I wanted to be a stand-up comedian. Honestly. I thought all my problems would be solved if I could just laugh about them in front of an adoring audience that would then forgive me for all the horrible things I’ve done and clean the slate. Absolution with a touch of ribald humor, always a winner. Of course, my problem is that I’m horrible with a punchline. Ask anyone (except my children, they think I can do no wrong, and they love my “pig” punchlines). There’s something about timing, phrasing, pausing, you know, every single thing that makes or breaks a punchline. Simply put, my jokes just aren’t funny. I’m much better at random sarcasm.
So, how to deal with my problems, to get them out without being able to laugh at myself in front of an audience of my peers? Well, that’s what friends are for, right? My problem has always been in finding friends, though, and then once I’ve found them, maintaining them. Maybe it is my tendency to be randomly sarcastic that has something to do with not maintaining them, or perhaps it’s how often I laugh at myself. Maybe I just need therapy. If I talk to someone who has to listen because I’m paying her, would that solve all my problems?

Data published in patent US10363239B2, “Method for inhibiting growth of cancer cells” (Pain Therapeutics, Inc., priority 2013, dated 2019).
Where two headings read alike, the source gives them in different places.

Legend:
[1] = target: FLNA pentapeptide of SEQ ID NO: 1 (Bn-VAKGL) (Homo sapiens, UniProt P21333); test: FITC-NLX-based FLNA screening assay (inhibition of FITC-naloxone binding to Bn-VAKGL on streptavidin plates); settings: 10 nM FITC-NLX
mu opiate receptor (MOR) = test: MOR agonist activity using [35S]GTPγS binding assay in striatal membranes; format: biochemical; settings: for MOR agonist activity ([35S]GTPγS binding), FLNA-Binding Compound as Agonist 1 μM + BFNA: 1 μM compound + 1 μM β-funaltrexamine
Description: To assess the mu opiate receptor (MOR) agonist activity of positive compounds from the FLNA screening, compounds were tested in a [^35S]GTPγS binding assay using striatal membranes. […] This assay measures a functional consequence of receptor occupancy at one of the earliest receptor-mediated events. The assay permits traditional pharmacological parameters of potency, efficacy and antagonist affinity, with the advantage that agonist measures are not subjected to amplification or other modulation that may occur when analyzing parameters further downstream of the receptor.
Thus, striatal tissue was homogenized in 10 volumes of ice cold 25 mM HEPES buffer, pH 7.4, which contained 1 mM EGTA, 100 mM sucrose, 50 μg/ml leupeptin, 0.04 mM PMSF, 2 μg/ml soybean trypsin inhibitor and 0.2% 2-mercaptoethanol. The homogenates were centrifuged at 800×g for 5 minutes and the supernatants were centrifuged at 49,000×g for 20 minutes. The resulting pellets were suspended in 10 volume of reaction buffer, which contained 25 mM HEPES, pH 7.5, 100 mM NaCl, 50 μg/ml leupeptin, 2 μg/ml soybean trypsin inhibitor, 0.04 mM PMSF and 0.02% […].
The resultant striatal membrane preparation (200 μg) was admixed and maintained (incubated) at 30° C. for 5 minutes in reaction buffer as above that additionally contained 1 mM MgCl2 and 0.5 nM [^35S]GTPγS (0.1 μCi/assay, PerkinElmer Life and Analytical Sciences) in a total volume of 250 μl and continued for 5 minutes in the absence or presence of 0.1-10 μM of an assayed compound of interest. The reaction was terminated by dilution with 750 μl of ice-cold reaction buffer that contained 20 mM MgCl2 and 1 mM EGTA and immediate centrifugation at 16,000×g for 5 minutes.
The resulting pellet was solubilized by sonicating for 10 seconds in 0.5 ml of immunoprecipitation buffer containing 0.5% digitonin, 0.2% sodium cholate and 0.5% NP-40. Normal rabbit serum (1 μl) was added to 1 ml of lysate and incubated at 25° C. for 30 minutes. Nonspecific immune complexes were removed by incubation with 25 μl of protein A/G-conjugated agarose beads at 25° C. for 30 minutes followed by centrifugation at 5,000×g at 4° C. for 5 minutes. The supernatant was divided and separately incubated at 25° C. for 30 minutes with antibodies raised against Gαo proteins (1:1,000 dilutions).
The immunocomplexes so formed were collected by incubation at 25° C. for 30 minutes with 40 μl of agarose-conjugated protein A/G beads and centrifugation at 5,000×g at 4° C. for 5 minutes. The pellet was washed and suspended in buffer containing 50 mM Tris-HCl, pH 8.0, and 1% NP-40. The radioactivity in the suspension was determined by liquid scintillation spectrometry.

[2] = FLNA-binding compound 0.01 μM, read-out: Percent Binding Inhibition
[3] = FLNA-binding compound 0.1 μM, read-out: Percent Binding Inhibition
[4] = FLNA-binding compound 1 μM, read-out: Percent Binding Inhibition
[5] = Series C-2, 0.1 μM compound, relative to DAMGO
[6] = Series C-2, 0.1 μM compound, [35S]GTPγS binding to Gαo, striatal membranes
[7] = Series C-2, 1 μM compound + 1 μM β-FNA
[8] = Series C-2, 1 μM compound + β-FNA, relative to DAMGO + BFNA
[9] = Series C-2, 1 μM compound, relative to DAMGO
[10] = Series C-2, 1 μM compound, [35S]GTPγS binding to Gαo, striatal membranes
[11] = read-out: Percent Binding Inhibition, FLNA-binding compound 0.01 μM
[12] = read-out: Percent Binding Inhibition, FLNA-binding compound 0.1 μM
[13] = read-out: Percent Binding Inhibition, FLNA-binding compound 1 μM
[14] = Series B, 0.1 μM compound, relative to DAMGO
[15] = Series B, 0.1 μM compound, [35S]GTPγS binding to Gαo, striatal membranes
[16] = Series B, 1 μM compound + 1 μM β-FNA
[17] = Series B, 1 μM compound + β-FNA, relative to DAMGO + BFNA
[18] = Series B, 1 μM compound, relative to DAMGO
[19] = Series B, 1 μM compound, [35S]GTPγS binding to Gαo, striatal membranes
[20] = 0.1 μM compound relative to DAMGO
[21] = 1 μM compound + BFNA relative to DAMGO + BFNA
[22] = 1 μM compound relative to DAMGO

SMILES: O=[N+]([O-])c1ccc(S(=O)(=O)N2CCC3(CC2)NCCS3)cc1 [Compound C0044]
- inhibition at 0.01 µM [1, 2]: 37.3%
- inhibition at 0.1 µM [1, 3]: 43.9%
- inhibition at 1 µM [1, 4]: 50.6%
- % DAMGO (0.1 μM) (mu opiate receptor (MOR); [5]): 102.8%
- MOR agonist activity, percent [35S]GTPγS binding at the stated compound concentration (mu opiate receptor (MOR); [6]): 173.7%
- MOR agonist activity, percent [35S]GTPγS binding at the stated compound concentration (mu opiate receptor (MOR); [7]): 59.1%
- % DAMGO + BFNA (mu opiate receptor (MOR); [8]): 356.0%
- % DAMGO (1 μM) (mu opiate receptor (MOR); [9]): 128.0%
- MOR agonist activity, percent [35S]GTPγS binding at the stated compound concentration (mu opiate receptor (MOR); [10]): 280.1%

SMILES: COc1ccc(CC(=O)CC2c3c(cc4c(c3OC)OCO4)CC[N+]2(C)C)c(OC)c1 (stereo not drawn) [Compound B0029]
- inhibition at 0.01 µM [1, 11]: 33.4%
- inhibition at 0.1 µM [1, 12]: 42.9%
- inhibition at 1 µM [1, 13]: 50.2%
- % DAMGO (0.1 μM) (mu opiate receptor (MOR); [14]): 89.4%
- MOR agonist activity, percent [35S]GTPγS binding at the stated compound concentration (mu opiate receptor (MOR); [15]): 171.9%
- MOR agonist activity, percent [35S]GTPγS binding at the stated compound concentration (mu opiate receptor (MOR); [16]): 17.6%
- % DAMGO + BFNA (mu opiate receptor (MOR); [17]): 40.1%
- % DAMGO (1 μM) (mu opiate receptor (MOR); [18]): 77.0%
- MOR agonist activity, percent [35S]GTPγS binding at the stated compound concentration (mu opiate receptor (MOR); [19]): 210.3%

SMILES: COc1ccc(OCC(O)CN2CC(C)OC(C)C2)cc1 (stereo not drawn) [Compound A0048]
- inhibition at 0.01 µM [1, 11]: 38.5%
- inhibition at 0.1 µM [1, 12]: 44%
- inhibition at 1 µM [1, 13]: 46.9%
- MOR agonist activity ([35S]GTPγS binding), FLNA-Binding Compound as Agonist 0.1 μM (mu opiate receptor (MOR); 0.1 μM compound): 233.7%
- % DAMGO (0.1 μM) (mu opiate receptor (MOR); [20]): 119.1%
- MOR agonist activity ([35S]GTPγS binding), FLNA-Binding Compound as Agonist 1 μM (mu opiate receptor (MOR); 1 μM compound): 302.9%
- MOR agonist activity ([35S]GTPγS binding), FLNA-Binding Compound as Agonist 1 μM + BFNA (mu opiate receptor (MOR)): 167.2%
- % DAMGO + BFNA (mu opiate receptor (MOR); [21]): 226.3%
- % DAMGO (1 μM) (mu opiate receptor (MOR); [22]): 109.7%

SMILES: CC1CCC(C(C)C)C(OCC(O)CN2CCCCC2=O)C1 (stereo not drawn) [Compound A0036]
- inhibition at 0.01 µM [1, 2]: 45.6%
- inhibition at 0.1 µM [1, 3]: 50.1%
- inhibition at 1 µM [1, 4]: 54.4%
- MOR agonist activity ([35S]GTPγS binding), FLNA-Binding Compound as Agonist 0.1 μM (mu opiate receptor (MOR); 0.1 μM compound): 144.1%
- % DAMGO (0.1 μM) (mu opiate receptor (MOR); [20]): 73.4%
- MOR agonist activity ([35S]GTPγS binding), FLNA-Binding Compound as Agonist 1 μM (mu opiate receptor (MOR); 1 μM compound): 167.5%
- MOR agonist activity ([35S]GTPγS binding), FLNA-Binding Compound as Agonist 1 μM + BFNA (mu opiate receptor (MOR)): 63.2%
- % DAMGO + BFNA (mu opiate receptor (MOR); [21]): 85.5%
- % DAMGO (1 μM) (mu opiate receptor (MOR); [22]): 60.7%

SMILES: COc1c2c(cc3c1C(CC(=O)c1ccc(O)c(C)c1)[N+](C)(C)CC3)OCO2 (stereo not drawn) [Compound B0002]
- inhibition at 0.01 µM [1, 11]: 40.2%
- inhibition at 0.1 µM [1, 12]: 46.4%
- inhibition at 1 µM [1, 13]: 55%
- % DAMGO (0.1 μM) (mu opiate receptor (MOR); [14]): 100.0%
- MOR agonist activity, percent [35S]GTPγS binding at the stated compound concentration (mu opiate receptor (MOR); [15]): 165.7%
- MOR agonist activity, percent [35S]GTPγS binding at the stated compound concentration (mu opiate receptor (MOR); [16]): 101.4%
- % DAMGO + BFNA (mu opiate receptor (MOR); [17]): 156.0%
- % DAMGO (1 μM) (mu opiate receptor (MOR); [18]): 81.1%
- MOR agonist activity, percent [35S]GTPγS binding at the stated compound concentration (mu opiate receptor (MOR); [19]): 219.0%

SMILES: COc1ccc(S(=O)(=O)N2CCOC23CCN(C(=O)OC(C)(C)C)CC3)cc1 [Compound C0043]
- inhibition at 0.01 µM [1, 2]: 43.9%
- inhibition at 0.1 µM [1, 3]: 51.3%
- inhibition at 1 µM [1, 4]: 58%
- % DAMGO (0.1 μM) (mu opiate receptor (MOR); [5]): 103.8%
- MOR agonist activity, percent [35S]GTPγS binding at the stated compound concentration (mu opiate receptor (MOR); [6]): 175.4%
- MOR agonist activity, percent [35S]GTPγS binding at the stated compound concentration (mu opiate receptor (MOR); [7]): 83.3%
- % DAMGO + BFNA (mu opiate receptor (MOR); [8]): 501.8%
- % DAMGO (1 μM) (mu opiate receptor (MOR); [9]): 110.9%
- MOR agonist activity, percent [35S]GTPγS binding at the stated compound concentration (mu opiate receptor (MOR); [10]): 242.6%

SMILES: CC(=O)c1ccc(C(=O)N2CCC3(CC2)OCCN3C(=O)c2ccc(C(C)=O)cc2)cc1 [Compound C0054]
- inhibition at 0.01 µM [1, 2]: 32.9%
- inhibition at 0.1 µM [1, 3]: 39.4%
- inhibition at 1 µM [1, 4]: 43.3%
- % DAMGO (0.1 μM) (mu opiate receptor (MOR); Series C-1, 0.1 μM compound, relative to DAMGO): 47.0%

Everyone has problems. Ways I’ve seen people deal with them:
1. Ignoring them
2. Talking them out with a trusted friend
3. Getting a therapist
4. Getting physical
5. Giving up
Then there’s what I do, which is write. I realized a while ago, when I first knew being a stand-up comedian wasn’t quite in the cards for me (ooh, maybe I could be a magician), that I could write relatively well. So, why not write out my issues and try to figure them out on the page instead of on the stage? And there was no turning back. Hey, it beats punching walls, right? So I started journaling, and I soon found out that apparently I have a LOT of problems. I filled book after book with journal entries about problem after problem, issue after issue.
It’s interesting, though, because I found out by journaling that all I needed was time and perspective to figure myself out, and to improve. Now, I read back through my journal entries and I see that scared little boy, that insecure young man, that lack of confidence, and that fear. Above all, there was that fear. Fear that no one would ever like me for me. Fear that I would never find out what I wanted to do with my life. Fear of the unknown. But that was okay, because I was brutally honest with myself for the first time there in those journals, and I learned how to deal. I learned I’m not so bad after all.
Oh, and the “pig” punchline. “That’s not a pig. That’s my brother.” Lexi is still laughing over that one.